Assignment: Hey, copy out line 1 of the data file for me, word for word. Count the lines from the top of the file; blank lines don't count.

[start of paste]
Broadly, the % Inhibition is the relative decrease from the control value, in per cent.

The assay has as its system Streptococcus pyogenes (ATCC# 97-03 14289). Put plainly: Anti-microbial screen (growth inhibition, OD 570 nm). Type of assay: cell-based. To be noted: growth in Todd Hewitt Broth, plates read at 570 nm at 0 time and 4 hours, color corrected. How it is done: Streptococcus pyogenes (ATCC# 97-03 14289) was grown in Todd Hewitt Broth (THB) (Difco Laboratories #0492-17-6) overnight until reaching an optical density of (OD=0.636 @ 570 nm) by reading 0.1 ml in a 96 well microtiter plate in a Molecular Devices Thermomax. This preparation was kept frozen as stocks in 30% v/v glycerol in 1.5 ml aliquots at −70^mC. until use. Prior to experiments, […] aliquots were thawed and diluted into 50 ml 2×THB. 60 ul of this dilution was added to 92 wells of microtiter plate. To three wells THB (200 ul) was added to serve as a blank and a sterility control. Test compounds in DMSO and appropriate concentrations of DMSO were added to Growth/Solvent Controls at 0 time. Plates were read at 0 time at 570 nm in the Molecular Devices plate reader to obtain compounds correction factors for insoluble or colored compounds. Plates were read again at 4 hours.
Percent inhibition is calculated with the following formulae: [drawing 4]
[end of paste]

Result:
Broadly, the % Inhibition is the relative decrease from the control value, in per cent.